By The Foote and Friends Team
If 2020 had been just a little kinder, this week we would probably have been reading another insightful piece by Nick Maylor on one of the many film adaptations of Charles Dickens’ “A Christmas Carol”. Nick loved the Dickens’ tale and he loved writing about it. But we aren’t getting that this year because Nick chose to leave this world in September. We lost an excellent writer with a unique voice and passion for film, we lost the guy who was integral in helping get this site launched, and in giving us a presence on social media. The many people in his sphere lost a friend, a confidante, and a son.
John H. Foote, founder of the site, first met Nick when he was a student of John’s at the Toronto Film School: “Nick was a frequent visitor to my office, not for any other reason than to talk about movies. I liked him, he was opinionated, engaging, funny, often totally wrong, and thirsty for knowledge. A friendship was formed, one that lasted 15 years.”
Nick’s enthusiasm was definitely evident when the Toronto International Film Festival rolled around. John says that “Nick was like a kid settling into his seat at TIFF, his excitement impossible to contain. The film was A Star is Born (2018), and he watched with great intensity, as did I, beside him. I spent a lot of time with Nick during TIFF, and his hunger for film, great film, reminded me of myself in my early days as a critic. How he loved superhero films! His eyes shone when he spoke about them, and he wrote about them with a deep love. Nick accomplished much in his short life, but his greatest achievement was as a film critic. He would have soared.”
Nick’s mom Angela Coyne said that working for Foote and Friends on Film was “his greatest passion. Time after time he would run an article by me. Knowing, of course, there really would be no need to change it, as his writing skills were so good. He just wanted me to hear it out loud, in his own voice, with his own inflection – enjoying it more and more every time he did it. He would be giddy by the time he was finished. He often finished off with ‘I think the guys are gonna love this’ as he was racing back to his desk.”
Nick was the driving force behind the launch of our podcast series, and it’s been difficult to think about resurrecting that project in his absence. We’ll get there, but it’s going to take some time. Angela said the podcasts were “the icing on the cake for him. He just loved the interaction and again, dare I say it, he loved the sound of his own voice. He was so jazzed at having ‘guest’ speakers. The old saying that you’ll never work a day in your life if you so something you love could not have been truer for Nick.”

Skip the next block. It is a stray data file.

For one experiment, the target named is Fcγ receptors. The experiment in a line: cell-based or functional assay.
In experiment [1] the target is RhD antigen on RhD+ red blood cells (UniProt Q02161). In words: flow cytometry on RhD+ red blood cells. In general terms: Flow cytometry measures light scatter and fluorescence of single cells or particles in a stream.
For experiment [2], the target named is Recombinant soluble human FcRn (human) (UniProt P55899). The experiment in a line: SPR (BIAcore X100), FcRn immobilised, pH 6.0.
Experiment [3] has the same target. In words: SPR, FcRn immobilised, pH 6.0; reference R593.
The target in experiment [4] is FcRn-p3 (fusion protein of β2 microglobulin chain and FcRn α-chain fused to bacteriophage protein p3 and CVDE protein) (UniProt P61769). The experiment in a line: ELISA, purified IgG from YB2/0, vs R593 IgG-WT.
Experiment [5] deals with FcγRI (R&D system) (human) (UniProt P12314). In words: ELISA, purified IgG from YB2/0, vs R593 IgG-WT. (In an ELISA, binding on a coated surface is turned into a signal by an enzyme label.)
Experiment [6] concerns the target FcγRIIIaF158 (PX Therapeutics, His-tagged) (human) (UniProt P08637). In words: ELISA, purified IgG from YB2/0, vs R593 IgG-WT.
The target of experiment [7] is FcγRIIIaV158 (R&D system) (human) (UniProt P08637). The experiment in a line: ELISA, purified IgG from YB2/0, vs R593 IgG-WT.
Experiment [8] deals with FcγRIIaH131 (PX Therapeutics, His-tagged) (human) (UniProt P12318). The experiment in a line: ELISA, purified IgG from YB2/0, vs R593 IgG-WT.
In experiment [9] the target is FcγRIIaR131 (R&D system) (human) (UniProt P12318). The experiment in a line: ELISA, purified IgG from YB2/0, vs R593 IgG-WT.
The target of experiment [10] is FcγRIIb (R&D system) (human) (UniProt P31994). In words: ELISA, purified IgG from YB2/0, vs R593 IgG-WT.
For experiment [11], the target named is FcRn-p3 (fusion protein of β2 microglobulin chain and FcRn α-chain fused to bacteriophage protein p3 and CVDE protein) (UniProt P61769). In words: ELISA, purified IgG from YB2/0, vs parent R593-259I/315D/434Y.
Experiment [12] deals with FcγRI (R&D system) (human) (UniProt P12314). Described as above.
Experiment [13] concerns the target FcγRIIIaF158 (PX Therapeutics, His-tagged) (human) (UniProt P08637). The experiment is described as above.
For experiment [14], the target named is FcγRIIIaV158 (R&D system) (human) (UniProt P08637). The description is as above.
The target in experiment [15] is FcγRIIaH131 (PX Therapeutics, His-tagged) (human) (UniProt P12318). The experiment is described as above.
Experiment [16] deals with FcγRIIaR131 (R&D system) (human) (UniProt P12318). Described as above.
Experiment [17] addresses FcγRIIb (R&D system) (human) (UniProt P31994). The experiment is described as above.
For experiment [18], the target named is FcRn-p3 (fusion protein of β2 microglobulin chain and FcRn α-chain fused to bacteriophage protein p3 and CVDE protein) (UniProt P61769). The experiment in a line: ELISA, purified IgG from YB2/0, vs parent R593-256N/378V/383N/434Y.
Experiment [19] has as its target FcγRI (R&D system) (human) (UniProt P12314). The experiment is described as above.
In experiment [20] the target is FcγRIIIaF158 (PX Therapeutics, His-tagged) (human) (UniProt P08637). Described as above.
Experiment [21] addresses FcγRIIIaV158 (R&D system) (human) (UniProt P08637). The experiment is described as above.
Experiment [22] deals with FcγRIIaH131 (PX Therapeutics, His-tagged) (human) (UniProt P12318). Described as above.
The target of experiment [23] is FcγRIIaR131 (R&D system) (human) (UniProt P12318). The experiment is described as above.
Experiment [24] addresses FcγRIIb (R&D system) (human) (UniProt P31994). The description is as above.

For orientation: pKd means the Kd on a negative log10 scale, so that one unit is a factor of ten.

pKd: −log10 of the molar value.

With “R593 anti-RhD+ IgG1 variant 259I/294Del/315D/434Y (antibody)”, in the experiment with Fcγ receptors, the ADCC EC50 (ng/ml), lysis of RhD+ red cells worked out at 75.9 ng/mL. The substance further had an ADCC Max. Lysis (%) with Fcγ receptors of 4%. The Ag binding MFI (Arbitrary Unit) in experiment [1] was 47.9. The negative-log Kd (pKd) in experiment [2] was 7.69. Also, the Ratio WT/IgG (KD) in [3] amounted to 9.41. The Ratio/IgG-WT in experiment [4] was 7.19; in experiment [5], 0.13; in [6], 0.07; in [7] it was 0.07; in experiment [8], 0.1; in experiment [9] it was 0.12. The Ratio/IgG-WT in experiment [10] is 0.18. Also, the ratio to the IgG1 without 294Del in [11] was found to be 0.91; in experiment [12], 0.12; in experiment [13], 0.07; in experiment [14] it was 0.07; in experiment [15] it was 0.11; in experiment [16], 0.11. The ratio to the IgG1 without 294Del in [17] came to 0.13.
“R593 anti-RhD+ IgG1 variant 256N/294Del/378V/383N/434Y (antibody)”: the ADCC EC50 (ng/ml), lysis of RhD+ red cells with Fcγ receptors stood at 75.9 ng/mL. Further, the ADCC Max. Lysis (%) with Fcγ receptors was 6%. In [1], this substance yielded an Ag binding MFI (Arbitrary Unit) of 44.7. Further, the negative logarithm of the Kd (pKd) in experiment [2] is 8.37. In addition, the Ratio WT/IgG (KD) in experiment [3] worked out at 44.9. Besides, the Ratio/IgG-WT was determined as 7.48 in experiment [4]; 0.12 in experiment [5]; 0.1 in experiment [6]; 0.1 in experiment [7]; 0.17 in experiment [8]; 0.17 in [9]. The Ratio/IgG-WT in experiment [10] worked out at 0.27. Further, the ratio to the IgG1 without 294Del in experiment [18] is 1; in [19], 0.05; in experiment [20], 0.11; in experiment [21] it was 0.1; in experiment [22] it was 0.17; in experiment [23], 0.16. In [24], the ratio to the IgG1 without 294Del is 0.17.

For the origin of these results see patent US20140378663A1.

Although the Foote and Friends team have only met in person once since the launch of the site, owing to the fact we are scattered all over the country, we stay connected through our bi-weekly virtual team meetings. Nick loved the interaction of those meetings, loved sharing his latest ideas – he would get so excited with the “new” and then run off and work to make it happen. Getting him to stay focused was sometimes a challenge, but his unbridled enthusiasm was contagious. I think those closest to him would agree that it wasn’t always easy when his demons got the better of him, but when Nick was Nick, he was a dynamic life force.
Our prime exposure to Nick was through his writing, but he was also an accomplished musician – his guitar never far from his grip. He loved sharing his new compositions with us. And they were always good.
So, Nick: thank you for your enthusiasm, your tenacity in helping us get up and running, your precise and beautifully written articles, and for your friendship. You are missed.
You can get to know Nick a bit through his writing. Here are two links – one to his entire catalogue on Foote and Friends on Film and, in keeping with the time of year, a second to his fascination with “A Christmas Carol”. All the best of the season to our readers!
Hooked from a first viewing of Mary Poppins at four and after school reruns of I Love Lucy, Alan has been a movie and TV enthusiast ever since. A particular aficionado of films from the late thirties through the seventies, he enjoys helping others discover the joys of those films, directors and stars. His career has careened from journalism to public relations to marketing, always with one foot in the arts and with a unique ability to relate all work and life experiences back to a movie. Alan’s top five desert island films are Bonnie and Clyde, Sunset Boulevard, Cabaret, Mildred Pierce and, with no apologies, Mary Poppins. Alan’s focus will be on films from Hollywood’s first golden era (and a little beyond) as well as TV.